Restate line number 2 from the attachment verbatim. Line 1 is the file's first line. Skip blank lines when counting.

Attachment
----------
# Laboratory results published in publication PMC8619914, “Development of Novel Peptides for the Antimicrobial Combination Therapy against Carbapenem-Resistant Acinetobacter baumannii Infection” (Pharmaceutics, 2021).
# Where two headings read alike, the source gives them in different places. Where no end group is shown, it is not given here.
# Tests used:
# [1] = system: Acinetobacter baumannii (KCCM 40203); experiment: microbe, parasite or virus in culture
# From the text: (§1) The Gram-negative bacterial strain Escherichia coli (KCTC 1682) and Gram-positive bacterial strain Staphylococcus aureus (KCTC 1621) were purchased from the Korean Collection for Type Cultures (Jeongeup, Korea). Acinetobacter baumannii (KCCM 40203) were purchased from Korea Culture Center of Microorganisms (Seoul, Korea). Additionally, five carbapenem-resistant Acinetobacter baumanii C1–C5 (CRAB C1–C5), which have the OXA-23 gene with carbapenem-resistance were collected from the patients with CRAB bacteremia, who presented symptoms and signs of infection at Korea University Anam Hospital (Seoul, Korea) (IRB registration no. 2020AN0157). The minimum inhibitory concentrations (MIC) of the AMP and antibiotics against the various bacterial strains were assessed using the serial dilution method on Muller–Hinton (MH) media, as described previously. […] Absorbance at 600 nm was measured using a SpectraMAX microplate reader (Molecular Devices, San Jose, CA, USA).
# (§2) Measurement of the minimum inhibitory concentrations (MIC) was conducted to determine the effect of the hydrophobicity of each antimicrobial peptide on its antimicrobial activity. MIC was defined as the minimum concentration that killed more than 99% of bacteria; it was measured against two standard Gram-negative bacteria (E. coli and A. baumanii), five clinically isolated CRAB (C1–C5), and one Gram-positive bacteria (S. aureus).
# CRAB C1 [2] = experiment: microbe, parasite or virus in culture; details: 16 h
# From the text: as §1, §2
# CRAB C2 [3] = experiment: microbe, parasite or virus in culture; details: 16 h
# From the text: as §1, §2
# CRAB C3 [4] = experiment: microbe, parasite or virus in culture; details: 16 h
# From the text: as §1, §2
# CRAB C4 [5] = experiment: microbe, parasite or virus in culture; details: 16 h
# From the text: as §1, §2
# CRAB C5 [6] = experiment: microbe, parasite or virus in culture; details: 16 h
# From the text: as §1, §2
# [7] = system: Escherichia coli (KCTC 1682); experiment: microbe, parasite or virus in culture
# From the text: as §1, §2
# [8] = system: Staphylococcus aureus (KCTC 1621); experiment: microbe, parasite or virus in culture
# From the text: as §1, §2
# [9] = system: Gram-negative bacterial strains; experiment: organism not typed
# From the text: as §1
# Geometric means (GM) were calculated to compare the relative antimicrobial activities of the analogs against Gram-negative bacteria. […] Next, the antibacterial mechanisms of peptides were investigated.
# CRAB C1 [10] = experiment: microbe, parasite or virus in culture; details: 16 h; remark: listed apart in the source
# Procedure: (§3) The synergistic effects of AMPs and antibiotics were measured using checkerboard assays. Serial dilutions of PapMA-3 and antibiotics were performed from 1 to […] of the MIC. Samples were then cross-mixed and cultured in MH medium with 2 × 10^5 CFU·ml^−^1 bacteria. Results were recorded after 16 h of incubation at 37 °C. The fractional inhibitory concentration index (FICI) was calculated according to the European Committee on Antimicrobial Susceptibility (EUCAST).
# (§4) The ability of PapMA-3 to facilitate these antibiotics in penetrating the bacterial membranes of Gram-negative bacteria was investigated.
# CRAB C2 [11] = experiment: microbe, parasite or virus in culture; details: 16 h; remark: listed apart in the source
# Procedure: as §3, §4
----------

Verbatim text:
# Where two headings read alike, the source gives them in different places. Where no end group is shown, it is not given here.